Plans afoot to add a ‘report abuse’ button to the file-sharing service
Mozilla has temporarily taken Firefox Send offline following reports that the encrypted file-transfer service is being widely used to distribute malware.
The send.firefox.com domain currently displays the message: “Firefox Send is temporarily unavailable while we work on product improvements”.
A Mozilla spokesperson told The Daily Swig that these improvements will include “an abuse reporting mechanism to augment the existing Feedback form, and we will require all users wishing to share content using Firefox Send to sign in with a Firefox Account”.
They added: “We are carefully monitoring these developments and looking critically at any additional next steps.”
Launched in March 2019, Firefox Send is designed for the secure transfer of files that are too big or sensitive to send via email or other insecure means.
Security features include end-to-end encryption, the option to require a password, and the ability to configure files to expire after a specific period of time or number of downloads.
However, cybercrooks are exploiting the service’s trusted status and security benefits to smuggle malware, such as the Ursnif banking trojan, past security defenses.
Encrypted Firefox Send files can evade spam filters and malware detection applications. Once in the victim’s inbox, they give cybercriminals the cover of an ostensibly secure service.
That the links expire also helps miscreants cover their tracks.
Speaking on Twitter last month, Nick Carr, principal software engineer at Microsoft, surmised that the reason cybercrime group FIN7 “likes FireFox Send so much” is that “the default link expiration is one download or one day”, adding that “one-time links continue to pose unique engineering trade-offs for phishing security tech”.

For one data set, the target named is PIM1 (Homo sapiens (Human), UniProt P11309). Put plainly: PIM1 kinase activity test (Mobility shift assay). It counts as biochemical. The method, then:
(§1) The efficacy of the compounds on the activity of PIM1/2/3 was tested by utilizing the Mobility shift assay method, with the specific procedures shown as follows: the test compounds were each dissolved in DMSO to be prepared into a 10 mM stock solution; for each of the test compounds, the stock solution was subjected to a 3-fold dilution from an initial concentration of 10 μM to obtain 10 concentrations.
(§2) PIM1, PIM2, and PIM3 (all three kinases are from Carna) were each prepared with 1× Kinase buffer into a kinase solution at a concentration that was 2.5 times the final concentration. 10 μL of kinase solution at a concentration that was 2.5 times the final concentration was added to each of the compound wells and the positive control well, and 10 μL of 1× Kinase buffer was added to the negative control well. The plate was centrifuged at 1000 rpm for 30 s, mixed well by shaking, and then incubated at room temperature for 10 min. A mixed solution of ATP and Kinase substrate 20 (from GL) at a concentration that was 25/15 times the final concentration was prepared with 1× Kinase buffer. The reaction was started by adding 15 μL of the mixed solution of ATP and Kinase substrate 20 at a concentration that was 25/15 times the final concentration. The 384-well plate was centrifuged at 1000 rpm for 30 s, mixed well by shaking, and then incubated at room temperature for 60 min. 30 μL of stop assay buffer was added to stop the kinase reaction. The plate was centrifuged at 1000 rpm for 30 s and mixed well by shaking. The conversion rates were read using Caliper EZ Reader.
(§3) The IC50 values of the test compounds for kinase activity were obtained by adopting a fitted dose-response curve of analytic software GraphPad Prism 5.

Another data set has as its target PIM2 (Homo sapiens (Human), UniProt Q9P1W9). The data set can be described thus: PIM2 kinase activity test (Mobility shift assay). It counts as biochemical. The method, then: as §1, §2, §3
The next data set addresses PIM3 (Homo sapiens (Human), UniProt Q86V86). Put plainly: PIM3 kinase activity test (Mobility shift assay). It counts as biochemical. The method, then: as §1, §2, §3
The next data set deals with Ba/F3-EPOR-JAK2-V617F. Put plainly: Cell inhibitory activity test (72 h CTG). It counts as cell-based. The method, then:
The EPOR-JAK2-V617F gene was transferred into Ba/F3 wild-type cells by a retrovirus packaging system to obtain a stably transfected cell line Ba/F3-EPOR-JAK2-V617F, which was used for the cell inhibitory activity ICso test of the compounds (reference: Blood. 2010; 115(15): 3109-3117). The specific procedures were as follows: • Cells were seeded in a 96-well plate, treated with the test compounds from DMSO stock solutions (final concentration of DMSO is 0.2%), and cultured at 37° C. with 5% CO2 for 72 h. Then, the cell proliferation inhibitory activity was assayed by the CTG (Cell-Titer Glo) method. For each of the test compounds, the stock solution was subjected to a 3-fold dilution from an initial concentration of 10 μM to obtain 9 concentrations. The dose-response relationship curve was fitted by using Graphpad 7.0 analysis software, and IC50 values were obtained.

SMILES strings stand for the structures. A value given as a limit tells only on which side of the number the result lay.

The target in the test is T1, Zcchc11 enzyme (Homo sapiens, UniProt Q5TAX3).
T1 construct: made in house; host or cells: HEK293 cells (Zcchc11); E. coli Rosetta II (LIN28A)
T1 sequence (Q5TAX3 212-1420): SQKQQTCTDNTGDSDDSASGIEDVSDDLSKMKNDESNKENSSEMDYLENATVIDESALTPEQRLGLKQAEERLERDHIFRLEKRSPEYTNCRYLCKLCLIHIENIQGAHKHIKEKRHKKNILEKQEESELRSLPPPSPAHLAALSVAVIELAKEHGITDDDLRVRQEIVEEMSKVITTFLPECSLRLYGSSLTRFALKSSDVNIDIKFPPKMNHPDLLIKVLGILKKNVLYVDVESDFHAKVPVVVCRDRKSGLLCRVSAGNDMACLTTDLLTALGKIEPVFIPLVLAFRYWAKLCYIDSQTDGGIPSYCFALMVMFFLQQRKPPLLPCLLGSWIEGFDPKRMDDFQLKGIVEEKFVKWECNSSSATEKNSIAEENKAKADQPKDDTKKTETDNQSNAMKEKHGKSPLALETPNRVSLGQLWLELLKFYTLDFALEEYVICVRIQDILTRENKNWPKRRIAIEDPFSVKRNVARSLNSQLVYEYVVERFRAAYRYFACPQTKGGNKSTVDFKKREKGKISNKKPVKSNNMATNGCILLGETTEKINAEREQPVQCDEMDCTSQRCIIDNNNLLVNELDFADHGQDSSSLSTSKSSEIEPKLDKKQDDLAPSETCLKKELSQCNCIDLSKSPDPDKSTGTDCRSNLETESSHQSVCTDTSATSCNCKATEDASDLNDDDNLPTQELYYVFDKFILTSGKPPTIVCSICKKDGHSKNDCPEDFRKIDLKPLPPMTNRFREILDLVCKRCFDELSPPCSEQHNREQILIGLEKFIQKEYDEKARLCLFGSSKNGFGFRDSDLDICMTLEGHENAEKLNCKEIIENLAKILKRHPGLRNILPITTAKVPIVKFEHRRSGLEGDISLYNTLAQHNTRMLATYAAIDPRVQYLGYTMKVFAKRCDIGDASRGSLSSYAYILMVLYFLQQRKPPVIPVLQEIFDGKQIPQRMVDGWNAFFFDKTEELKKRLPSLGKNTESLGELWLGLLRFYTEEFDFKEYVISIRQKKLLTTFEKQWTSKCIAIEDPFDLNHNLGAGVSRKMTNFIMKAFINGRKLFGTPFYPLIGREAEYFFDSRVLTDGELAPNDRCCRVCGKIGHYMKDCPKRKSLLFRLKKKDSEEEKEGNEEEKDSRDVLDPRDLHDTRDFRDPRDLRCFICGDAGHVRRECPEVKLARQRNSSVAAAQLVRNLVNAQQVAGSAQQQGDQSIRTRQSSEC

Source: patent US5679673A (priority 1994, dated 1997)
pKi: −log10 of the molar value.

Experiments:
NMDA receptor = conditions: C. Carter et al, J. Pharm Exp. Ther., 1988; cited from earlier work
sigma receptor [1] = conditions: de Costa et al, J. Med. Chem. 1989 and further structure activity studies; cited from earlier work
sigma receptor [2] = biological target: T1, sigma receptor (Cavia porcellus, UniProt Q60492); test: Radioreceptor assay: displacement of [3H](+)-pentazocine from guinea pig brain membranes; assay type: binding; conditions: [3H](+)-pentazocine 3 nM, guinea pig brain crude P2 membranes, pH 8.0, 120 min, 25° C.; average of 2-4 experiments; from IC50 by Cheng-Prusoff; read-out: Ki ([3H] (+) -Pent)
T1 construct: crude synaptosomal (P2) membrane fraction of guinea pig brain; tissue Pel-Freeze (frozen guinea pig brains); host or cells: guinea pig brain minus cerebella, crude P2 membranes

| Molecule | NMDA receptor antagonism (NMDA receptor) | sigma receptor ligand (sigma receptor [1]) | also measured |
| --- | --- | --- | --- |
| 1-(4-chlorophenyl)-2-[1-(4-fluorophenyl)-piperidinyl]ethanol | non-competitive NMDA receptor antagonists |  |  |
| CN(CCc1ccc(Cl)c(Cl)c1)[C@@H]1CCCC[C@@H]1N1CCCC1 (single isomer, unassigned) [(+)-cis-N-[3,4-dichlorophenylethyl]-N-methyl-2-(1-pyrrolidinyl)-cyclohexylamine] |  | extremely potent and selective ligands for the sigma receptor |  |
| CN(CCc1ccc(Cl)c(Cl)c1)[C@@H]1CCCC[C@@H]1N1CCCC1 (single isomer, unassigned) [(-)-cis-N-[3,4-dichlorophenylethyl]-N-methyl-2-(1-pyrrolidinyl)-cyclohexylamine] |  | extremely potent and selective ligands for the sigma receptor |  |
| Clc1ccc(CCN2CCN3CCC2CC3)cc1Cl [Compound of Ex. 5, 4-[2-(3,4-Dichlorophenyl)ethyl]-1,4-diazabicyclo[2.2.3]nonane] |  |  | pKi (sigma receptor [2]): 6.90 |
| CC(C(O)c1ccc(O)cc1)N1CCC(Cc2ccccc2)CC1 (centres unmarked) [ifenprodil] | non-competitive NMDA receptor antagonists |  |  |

Last month, Amnesty International and Citizen Lab reported that a spyware campaign targeting Indian human rights activists also hosted malicious payloads on Firefox Send.
Mozilla’s spokesperson said: “These reports are deeply concerning on multiple levels, and our organization is taking action to address them.”
While some infosec experts have lamented the absence of a mechanism for reporting such abuse on the platform, others have warned that reporting abuse is “useless” when attackers send a unique file name to each target.
Firefox Send is by no means unique in being used for nefarious purposes.
For instance, The Daily Swig recently reported on the Indian government’s decision to ban rival file-transfer service WeTransfer, following reports that it was being used by cybercriminals to share content under the guise of the Delhi Police Commissioner and other government officials.
Similarly, in July 2019, the Cofense Phishing Defense Center revealed that it had observed a campaign of phishing attacks that used WeTransfer to bypass email gateways.
Asked if existing Firefox Send links would still work, Mozilla’s spokesperson said: “Unfortunately, these files have been securely wiped from our server. If you’ve shared a file from your computer or device, the files will still be available on those devices and have not been moved or altered in any way.”
Mozilla was unable to say when the service might return.